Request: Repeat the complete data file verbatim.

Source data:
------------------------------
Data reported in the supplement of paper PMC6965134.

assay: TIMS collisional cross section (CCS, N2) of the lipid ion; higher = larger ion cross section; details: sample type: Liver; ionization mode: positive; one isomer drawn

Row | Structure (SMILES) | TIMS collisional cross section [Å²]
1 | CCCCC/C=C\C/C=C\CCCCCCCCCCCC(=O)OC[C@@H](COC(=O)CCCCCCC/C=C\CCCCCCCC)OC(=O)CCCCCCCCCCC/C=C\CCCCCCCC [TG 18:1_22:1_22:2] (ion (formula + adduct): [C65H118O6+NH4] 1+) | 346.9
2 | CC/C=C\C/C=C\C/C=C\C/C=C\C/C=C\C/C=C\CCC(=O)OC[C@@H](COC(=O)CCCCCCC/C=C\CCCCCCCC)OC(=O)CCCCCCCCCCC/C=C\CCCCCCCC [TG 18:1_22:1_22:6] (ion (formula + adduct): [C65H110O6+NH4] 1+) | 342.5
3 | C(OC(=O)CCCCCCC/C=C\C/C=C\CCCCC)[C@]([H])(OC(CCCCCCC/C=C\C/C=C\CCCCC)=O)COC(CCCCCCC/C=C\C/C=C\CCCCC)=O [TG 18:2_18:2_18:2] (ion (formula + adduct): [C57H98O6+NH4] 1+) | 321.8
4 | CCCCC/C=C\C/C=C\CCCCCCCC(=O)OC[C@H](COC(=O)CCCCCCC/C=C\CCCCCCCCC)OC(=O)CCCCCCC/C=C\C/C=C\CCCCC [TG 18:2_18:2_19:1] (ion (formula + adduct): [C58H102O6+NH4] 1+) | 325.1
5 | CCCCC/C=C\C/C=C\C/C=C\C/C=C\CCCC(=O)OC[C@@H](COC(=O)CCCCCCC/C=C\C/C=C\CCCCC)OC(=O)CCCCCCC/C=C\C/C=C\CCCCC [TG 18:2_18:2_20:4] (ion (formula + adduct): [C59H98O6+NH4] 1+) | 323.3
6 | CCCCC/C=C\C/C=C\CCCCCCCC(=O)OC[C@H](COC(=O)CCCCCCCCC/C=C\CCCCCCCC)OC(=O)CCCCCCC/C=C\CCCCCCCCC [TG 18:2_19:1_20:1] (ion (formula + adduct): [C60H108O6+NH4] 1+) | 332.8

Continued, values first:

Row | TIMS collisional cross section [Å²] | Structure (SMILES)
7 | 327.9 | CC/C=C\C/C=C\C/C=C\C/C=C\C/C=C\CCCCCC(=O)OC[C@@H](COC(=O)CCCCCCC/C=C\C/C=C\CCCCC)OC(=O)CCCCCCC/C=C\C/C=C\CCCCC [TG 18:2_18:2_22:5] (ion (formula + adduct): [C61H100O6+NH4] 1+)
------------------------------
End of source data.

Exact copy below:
Data reported in the supplement of paper PMC6965134.

assay: TIMS collisional cross section (CCS, N2) of the lipid ion; higher = larger ion cross section; details: sample type: Liver; ionization mode: positive; one isomer drawn

Row | Structure (SMILES) | TIMS collisional cross section [Å²]
1 | CCCCC/C=C\C/C=C\CCCCCCCCCCCC(=O)OC[C@@H](COC(=O)CCCCCCC/C=C\CCCCCCCC)OC(=O)CCCCCCCCCCC/C=C\CCCCCCCC [TG 18:1_22:1_22:2] (ion (formula + adduct): [C65H118O6+NH4] 1+) | 346.9
2 | CC/C=C\C/C=C\C/C=C\C/C=C\C/C=C\C/C=C\CCC(=O)OC[C@@H](COC(=O)CCCCCCC/C=C\CCCCCCCC)OC(=O)CCCCCCCCCCC/C=C\CCCCCCCC [TG 18:1_22:1_22:6] (ion (formula + adduct): [C65H110O6+NH4] 1+) | 342.5
3 | C(OC(=O)CCCCCCC/C=C\C/C=C\CCCCC)[C@]([H])(OC(CCCCCCC/C=C\C/C=C\CCCCC)=O)COC(CCCCCCC/C=C\C/C=C\CCCCC)=O [TG 18:2_18:2_18:2] (ion (formula + adduct): [C57H98O6+NH4] 1+) | 321.8
4 | CCCCC/C=C\C/C=C\CCCCCCCC(=O)OC[C@H](COC(=O)CCCCCCC/C=C\CCCCCCCCC)OC(=O)CCCCCCC/C=C\C/C=C\CCCCC [TG 18:2_18:2_19:1] (ion (formula + adduct): [C58H102O6+NH4] 1+) | 325.1
5 | CCCCC/C=C\C/C=C\C/C=C\C/C=C\CCCC(=O)OC[C@@H](COC(=O)CCCCCCC/C=C\C/C=C\CCCCC)OC(=O)CCCCCCC/C=C\C/C=C\CCCCC [TG 18:2_18:2_20:4] (ion (formula + adduct): [C59H98O6+NH4] 1+) | 323.3
6 | CCCCC/C=C\C/C=C\CCCCCCCC(=O)OC[C@H](COC(=O)CCCCCCCCC/C=C\CCCCCCCC)OC(=O)CCCCCCC/C=C\CCCCCCCCC [TG 18:2_19:1_20:1] (ion (formula + adduct): [C60H108O6+NH4] 1+) | 332.8

Continued, values first:

Row | TIMS collisional cross section [Å²] | Structure (SMILES)
7 | 327.9 | CC/C=C\C/C=C\C/C=C\C/C=C\C/C=C\CCCCCC(=O)OC[C@@H](COC(=O)CCCCCCC/C=C\C/C=C\CCCCC)OC(=O)CCCCCCC/C=C\C/C=C\CCCCC [TG 18:2_18:2_22:5] (ion (formula + adduct): [C61H100O6+NH4] 1+)